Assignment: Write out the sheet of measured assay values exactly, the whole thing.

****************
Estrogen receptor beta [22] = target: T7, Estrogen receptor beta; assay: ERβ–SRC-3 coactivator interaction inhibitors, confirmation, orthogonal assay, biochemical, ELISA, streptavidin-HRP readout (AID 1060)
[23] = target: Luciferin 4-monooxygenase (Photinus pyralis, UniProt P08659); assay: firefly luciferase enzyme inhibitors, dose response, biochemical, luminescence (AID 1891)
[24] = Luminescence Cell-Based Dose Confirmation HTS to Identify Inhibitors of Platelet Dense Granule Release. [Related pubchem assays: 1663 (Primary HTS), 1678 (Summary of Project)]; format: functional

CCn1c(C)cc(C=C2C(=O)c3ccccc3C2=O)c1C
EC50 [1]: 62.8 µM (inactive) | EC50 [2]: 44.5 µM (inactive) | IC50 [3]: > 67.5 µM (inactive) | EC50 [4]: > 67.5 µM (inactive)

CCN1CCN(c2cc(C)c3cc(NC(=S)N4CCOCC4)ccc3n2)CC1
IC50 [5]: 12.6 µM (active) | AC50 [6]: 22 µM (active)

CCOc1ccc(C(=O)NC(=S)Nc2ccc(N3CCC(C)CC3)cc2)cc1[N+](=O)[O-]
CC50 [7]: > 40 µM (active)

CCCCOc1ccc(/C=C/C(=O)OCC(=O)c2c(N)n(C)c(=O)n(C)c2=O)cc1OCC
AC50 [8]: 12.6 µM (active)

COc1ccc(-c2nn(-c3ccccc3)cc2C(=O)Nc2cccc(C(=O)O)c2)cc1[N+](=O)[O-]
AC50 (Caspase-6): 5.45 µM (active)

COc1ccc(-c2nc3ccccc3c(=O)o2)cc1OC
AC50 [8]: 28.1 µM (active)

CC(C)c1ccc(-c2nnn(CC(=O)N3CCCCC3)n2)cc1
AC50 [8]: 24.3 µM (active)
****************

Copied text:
Estrogen receptor beta [22] = target: T7, Estrogen receptor beta; assay: ERβ–SRC-3 coactivator interaction inhibitors, confirmation, orthogonal assay, biochemical, ELISA, streptavidin-HRP readout (AID 1060)
[23] = target: Luciferin 4-monooxygenase (Photinus pyralis, UniProt P08659); assay: firefly luciferase enzyme inhibitors, dose response, biochemical, luminescence (AID 1891)
[24] = Luminescence Cell-Based Dose Confirmation HTS to Identify Inhibitors of Platelet Dense Granule Release. [Related pubchem assays: 1663 (Primary HTS), 1678 (Summary of Project)]; format: functional

CCn1c(C)cc(C=C2C(=O)c3ccccc3C2=O)c1C
EC50 [1]: 62.8 µM (inactive) | EC50 [2]: 44.5 µM (inactive) | IC50 [3]: > 67.5 µM (inactive) | EC50 [4]: > 67.5 µM (inactive)

CCN1CCN(c2cc(C)c3cc(NC(=S)N4CCOCC4)ccc3n2)CC1
IC50 [5]: 12.6 µM (active) | AC50 [6]: 22 µM (active)

CCOc1ccc(C(=O)NC(=S)Nc2ccc(N3CCC(C)CC3)cc2)cc1[N+](=O)[O-]
CC50 [7]: > 40 µM (active)

CCCCOc1ccc(/C=C/C(=O)OCC(=O)c2c(N)n(C)c(=O)n(C)c2=O)cc1OCC
AC50 [8]: 12.6 µM (active)

COc1ccc(-c2nn(-c3ccccc3)cc2C(=O)Nc2cccc(C(=O)O)c2)cc1[N+](=O)[O-]
AC50 (Caspase-6): 5.45 µM (active)

COc1ccc(-c2nc3ccccc3c(=O)o2)cc1OC
AC50 [8]: 28.1 µM (active)

CC(C)c1ccc(-c2nnn(CC(=O)N3CCCCC3)n2)cc1
AC50 [8]: 24.3 µM (active)